Alex Neil admits that Preston’s attacking approach remains a ‘work in progress’.
The Lilywhites are the joint lowest scorers in the top half of the Championship with 40 goals in 34 games.
Countering that, only the current top four can boast a better defensive record than the 33 goals shipped by PNE.
Neil’s men were blunted in the 1-0 defeat to Ipswich on Saturday – the first time since Boxing Day they had not scored in a league game.
He chopped and changed formation to try and find way through Ipswich’s defence but to no avail.
Said Neil: “At the moment the top end of the pitch is a work in progress for us.
“We lost Jordan Hugill who gave us that natural outlet in terms of picking the ball up off him and working around him.
“Some people might not like playing the game that way but Ipswich won the game playing in that manner.
“We are trying to adapt a different way – on Saturday nothing we tried worked out.”
Neil started with a 4-4-2 against Ipswich, as he had done at Aston Villa.
Louis Moult and Callum Robinson played up front, with Tom Barkhuizen and Billy Bodin on the wings.
Robinson was substituted after 38 minutes together with Calum Woods as Neil switched to a 4-2-3-1.
Neil takes that view that getting a side to click up front will always take time.
The Preston boss said: “To coach a team to be defensive is the easiest job in the world.
“Whatever any coach tells you, it is much easier than trying to coach an attacking team.
“When you are coaching a defensive team, wherever the ball is on the pitch your players just need to be in that area.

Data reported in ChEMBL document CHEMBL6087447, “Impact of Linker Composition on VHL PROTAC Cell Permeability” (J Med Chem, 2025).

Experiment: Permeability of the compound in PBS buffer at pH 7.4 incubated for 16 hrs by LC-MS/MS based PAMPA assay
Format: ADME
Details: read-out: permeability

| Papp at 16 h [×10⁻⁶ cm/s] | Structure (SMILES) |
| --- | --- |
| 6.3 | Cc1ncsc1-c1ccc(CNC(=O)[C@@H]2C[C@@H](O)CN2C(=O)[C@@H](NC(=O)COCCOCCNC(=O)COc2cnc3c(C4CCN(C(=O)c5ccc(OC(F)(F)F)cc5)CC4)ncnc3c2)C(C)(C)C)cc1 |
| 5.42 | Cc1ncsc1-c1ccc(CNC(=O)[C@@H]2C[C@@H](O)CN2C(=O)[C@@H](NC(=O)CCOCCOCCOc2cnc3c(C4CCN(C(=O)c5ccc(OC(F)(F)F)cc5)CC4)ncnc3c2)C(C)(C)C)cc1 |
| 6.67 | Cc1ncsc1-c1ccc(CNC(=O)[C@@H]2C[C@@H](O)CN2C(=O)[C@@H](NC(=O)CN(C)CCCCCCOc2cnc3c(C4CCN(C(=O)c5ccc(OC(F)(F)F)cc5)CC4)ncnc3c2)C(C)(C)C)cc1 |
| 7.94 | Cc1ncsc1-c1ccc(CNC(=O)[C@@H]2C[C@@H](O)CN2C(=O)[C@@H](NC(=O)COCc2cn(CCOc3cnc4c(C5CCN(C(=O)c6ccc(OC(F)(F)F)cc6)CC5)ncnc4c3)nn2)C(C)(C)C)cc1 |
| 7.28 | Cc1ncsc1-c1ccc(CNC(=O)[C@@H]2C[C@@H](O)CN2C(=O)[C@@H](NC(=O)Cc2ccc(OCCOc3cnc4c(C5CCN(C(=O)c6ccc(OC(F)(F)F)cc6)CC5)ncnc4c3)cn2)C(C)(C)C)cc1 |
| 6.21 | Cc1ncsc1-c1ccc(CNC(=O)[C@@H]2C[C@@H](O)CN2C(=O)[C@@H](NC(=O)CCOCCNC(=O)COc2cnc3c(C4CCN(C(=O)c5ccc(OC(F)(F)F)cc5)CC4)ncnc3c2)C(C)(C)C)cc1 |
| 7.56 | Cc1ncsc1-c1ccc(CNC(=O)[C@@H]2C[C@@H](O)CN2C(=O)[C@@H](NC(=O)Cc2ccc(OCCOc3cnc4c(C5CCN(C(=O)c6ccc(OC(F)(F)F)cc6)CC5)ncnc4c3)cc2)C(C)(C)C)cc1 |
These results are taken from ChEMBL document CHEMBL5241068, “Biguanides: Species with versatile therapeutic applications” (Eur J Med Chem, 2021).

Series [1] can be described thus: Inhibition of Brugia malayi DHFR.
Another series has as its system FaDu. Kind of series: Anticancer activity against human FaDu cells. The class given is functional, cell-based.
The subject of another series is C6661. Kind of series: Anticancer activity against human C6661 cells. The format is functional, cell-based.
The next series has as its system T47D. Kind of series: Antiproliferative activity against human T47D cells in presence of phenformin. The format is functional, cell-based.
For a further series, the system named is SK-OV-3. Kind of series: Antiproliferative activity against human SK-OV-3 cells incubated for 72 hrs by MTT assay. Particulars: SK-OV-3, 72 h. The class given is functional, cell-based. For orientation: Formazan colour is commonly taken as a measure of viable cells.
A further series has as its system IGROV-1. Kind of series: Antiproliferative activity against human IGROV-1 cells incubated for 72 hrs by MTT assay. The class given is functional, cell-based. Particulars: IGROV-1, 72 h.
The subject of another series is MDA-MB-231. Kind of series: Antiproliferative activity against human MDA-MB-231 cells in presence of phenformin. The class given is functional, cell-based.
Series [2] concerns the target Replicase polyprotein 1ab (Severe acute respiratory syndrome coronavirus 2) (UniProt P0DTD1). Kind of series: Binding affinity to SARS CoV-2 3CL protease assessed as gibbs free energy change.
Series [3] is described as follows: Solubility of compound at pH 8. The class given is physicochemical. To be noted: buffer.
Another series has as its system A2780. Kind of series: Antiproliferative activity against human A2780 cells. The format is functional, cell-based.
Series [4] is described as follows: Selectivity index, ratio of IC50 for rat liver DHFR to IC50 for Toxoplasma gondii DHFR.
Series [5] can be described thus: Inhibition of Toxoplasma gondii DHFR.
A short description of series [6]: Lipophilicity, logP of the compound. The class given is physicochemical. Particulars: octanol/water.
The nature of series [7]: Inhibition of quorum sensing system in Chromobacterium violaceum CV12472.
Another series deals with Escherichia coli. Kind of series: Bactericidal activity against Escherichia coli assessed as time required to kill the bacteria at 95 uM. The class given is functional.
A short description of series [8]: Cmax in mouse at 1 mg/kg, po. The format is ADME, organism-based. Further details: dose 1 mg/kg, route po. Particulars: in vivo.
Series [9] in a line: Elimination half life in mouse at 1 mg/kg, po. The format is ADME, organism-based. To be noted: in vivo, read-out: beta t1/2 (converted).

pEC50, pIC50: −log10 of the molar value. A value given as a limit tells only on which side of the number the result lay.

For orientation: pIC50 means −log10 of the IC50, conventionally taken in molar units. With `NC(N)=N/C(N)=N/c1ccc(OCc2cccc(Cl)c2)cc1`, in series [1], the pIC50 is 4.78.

“But when you are going the other way, everything changes.
“It is not just the ball which affects where you have to be as a centre-forward, it is where you defender is, it is about that half yard, it is opening up your body, going on the blindside.
“There’s a lot of information for forward players to take in, that is why natural strikers and natural forwards are worth the money they are, as there are not many of them.
“It is the hardest element of coaching.
“If you ever hear a manager going into a team which is struggling, the first thing he will say is that he will make them hard to beat.
“The reason being is that, one, it is easier to do and, two, that gives you the base to build the rest of your team on.”
Hugill scored 10 goals, eight of them in the league, before January’s move to West Ham.
Barkhuizen is on seven for the season – all of them in the Championship – with three in the last six games.
Alan Browne has five to his name, with Robinson and Sean Maguire on four.